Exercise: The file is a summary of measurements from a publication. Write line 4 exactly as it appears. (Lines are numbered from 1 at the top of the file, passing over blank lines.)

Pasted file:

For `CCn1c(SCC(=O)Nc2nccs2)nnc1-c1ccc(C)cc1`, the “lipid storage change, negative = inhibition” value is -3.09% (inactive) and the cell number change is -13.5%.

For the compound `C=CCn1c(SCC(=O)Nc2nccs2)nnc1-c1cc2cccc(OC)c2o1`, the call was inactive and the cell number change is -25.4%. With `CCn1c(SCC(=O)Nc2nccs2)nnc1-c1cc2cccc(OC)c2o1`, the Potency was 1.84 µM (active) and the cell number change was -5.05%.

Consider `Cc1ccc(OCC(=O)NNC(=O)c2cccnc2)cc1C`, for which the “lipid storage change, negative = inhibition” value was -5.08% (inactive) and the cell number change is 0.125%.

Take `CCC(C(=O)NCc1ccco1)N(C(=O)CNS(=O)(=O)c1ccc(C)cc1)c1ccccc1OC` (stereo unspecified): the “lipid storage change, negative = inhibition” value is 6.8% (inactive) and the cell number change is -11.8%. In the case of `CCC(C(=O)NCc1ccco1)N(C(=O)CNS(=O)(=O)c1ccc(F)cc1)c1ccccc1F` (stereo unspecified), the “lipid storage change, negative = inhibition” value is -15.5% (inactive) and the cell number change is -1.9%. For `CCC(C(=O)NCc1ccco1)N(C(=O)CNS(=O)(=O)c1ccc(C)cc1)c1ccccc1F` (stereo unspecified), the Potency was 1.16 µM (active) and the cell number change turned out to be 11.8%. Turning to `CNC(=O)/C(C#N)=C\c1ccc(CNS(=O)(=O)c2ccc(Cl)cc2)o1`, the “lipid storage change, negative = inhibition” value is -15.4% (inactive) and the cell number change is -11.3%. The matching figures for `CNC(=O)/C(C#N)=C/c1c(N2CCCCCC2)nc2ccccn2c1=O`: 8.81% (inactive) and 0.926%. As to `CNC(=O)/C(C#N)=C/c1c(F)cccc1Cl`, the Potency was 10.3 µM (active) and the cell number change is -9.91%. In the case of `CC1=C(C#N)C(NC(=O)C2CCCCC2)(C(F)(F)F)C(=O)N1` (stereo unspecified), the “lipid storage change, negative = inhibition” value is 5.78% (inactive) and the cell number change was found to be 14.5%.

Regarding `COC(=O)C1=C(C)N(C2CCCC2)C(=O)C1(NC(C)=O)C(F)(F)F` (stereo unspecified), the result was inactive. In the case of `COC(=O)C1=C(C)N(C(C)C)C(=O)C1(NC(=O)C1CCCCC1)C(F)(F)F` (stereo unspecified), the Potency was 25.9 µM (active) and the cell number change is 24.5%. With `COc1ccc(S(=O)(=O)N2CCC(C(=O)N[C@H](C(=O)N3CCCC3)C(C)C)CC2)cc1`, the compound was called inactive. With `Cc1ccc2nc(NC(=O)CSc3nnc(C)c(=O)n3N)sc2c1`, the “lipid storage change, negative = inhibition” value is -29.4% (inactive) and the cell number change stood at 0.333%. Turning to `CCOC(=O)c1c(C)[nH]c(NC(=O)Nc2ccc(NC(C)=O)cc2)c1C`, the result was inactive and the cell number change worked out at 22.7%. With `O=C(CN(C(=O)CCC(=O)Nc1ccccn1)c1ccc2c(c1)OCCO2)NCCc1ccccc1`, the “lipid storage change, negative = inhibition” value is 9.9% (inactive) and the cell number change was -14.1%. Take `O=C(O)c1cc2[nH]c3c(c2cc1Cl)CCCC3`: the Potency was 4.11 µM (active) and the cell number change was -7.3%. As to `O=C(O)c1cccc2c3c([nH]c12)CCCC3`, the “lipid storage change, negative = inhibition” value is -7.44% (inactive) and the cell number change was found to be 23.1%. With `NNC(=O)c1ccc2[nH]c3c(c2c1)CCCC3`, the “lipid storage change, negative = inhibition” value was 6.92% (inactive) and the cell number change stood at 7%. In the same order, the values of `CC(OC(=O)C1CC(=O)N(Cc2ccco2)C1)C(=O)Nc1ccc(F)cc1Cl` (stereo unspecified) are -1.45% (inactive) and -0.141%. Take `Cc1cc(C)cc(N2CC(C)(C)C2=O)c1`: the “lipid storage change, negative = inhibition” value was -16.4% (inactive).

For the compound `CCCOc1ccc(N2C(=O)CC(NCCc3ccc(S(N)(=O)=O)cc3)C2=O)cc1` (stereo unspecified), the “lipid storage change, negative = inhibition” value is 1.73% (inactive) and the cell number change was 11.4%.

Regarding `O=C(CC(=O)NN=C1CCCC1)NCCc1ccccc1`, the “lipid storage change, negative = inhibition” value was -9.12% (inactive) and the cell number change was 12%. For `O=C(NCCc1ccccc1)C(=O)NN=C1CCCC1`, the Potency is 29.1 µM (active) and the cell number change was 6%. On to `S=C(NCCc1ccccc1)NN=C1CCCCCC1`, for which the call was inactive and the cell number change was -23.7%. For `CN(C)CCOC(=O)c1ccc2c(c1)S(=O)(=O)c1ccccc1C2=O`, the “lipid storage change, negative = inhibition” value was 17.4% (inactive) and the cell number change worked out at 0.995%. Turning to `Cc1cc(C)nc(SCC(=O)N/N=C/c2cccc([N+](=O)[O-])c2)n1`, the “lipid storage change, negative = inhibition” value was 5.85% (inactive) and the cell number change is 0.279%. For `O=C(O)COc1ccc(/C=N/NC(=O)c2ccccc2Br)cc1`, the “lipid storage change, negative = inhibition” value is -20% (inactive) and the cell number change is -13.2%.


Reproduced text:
Take `CCC(C(=O)NCc1ccco1)N(C(=O)CNS(=O)(=O)c1ccc(C)cc1)c1ccccc1OC` (stereo unspecified): the “lipid storage change, negative = inhibition” value is 6.8% (inactive) and the cell number change is -11.8%. In the case of `CCC(C(=O)NCc1ccco1)N(C(=O)CNS(=O)(=O)c1ccc(F)cc1)c1ccccc1F` (stereo unspecified), the “lipid storage change, negative = inhibition” value is -15.5% (inactive) and the cell number change is -1.9%. For `CCC(C(=O)NCc1ccco1)N(C(=O)CNS(=O)(=O)c1ccc(C)cc1)c1ccccc1F` (stereo unspecified), the Potency was 1.16 µM (active) and the cell number change turned out to be 11.8%. Turning to `CNC(=O)/C(C#N)=C\c1ccc(CNS(=O)(=O)c2ccc(Cl)cc2)o1`, the “lipid storage change, negative = inhibition” value is -15.4% (inactive) and the cell number change is -11.3%. The matching figures for `CNC(=O)/C(C#N)=C/c1c(N2CCCCCC2)nc2ccccn2c1=O`: 8.81% (inactive) and 0.926%. As to `CNC(=O)/C(C#N)=C/c1c(F)cccc1Cl`, the Potency was 10.3 µM (active) and the cell number change is -9.91%. In the case of `CC1=C(C#N)C(NC(=O)C2CCCCC2)(C(F)(F)F)C(=O)N1` (stereo unspecified), the “lipid storage change, negative = inhibition” value is 5.78% (inactive) and the cell number change was found to be 14.5%.